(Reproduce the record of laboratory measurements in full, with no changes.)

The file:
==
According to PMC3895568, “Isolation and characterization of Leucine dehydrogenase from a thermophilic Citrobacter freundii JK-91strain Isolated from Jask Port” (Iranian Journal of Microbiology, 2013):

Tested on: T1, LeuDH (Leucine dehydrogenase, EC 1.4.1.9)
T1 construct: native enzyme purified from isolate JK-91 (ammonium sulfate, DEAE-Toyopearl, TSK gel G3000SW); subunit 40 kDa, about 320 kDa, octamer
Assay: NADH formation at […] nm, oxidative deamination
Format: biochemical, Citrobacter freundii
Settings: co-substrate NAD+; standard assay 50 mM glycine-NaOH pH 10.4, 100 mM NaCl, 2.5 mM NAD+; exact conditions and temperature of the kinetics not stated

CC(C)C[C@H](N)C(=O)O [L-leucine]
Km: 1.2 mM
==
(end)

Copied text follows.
According to PMC3895568, “Isolation and characterization of Leucine dehydrogenase from a thermophilic Citrobacter freundii JK-91strain Isolated from Jask Port” (Iranian Journal of Microbiology, 2013):

Tested on: T1, LeuDH (Leucine dehydrogenase, EC 1.4.1.9)
T1 construct: native enzyme purified from isolate JK-91 (ammonium sulfate, DEAE-Toyopearl, TSK gel G3000SW); subunit 40 kDa, about 320 kDa, octamer
Assay: NADH formation at […] nm, oxidative deamination
Format: biochemical, Citrobacter freundii
Settings: co-substrate NAD+; standard assay 50 mM glycine-NaOH pH 10.4, 100 mM NaCl, 2.5 mM NAD+; exact conditions and temperature of the kinetics not stated

CC(C)C[C@H](N)C(=O)O [L-leucine]
Km: 1.2 mM